On My Mind: Arnie Eisen

CJ Blog

Looking Back, Looking Forward: For My Students

/ 23 Elul 5771

Chancellor Arnold Eisen

It’s been nearly 60 years since Marshall Sklare referred to Conservative Judaism in his pioneering sociological study—Conservative Judaism: An American Religious Movement—as “Orthodoxy in transition,” and almost 40 since Sklare’s afterword to the book’s second edition expressed surprise that the Conservative Movement had not only held its own in the meantime but become, by far, the most successful American Jewish denomination. I cannot make that claim today. Just as social and cultural forces assisted the rise of Conservative Judaism over many decades in the 20th century, such forces (and others, too) now help to weaken affiliation with Conservative (and other) synagogues, schools, and organizations. What I can say, however—and want to stress as we conclude this particular series of blog conversations and look forward to the future—is that Conservative Judaism now, as much as ever, has the message and the means to make a major impact on the ways Jewish tradition is taught, practiced, and revitalized in North America and beyond.
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The Value of Denominations in Judaism

/ 15 Elul 5771

Chancellor Arnold Eisen

Almost every time I speak at a synagogue or other venue about Conservative Judaism, someone asks why we need multiple Jewish denominations. We Jews are so few, the argument goes; resources are scarce. Why should our community weaken itself further by dividing into competing religious movements? Shouldn’t we, at long last, try to unite? Why can’t we just be—Jews?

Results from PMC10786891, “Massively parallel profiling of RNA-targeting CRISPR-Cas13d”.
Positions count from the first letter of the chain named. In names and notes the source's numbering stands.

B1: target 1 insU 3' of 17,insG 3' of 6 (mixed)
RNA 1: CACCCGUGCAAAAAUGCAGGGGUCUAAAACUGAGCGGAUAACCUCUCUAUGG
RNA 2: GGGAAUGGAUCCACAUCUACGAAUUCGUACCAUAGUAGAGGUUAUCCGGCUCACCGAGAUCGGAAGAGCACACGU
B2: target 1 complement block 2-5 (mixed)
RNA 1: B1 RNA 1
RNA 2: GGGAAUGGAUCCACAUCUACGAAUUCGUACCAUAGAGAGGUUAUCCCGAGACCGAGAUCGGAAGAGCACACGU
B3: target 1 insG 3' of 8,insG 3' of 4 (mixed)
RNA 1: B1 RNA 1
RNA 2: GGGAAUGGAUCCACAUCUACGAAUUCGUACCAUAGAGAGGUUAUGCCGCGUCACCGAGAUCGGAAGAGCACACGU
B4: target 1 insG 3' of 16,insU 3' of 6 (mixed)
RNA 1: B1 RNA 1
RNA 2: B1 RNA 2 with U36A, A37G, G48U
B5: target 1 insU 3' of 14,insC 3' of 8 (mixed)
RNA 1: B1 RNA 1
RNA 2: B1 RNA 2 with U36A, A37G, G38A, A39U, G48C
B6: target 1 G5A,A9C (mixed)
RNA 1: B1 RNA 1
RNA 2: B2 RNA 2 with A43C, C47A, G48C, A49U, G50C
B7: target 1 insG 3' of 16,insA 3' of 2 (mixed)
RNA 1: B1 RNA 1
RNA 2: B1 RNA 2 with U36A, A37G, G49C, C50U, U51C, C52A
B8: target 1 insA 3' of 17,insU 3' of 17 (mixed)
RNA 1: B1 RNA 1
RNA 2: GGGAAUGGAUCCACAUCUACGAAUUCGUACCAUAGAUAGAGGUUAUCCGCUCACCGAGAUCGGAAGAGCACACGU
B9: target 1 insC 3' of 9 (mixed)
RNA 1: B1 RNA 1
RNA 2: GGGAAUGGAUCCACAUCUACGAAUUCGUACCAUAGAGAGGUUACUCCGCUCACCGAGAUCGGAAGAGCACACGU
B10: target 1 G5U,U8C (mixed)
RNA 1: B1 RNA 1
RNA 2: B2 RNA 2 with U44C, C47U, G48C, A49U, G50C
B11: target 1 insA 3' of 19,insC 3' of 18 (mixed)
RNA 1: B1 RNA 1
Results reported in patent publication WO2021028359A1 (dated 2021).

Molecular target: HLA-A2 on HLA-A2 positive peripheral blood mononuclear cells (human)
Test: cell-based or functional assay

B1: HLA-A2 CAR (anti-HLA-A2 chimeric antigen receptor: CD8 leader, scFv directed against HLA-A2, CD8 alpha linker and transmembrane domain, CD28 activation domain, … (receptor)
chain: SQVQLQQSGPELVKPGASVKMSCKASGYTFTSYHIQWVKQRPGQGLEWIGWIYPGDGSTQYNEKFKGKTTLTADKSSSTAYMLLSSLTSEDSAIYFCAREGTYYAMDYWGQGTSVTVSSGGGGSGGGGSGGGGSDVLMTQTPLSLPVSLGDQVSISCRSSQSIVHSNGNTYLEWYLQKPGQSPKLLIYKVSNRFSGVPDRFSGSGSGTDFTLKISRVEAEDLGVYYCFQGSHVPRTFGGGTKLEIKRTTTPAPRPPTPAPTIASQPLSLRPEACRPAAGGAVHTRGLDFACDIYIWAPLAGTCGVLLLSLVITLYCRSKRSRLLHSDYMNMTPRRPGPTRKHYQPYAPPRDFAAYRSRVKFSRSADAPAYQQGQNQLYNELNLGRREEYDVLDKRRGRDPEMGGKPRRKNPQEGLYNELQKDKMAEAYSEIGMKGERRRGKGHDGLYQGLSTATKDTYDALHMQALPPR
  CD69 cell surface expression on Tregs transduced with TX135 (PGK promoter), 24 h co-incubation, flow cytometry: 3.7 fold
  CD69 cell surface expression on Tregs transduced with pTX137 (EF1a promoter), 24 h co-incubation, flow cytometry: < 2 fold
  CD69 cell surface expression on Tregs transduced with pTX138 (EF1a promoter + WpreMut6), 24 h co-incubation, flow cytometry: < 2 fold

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Jews and Others, Continued

/ 1 Elul 5771

Eisen podcast aug 30 by Jewish Theo Seminary

Chancellor Arnold Eisen

The search for balance between preserving Jewish distinctiveness from non-Jews and joining with others in partnership and dialogue is, for Conservative Jews, part of the larger dual commitment that defines our Movement. We are pledged to full engagement with Judaism—its practices, texts, and history—and we are pledged as well to full engagement with the societies and cultures of which we are a part.

The balance between “particular” and “universal” is sometimes difficult to locate and still harder to maintain. I offer the following seven suggestions, based on my own experience and that of communities of which I’ve been a part: Read the rest of this entry »

Jews and Others

/ 24 Av 5771

Chancellor Arnold Eisen

Judaism has always sought a balance—between inward focus and outward focus, between the particular and the universal, attention to Jewish needs and attention to human needs, standing apart from the world and being an integral part of the world. The Sinai Covenant requires that Jewish attention be paid to both of these directions. On the one hand, there is work to be done on God’s earth and Jews need to join with non-Jewish allies to undertake and accomplish that work. No group can go it alone. On the other hand, Jews have always been committed to a vision of God’s will for the world that is unique. Our commitments—and the way of life that flows from them—have set us apart. As a small minority that has lived for most of our history in the midst of non-Jewish religions, cultures, and populations, we have had to take special care to guard our distinctiveness. The covenant thus impels Jews to care about and cooperate with others—and mandates, too, that we preserve our difference and, to some degree, our distance.
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Responding to Tefillah Posts

/ 10 Av 5771

Chancellor Arnold Eisen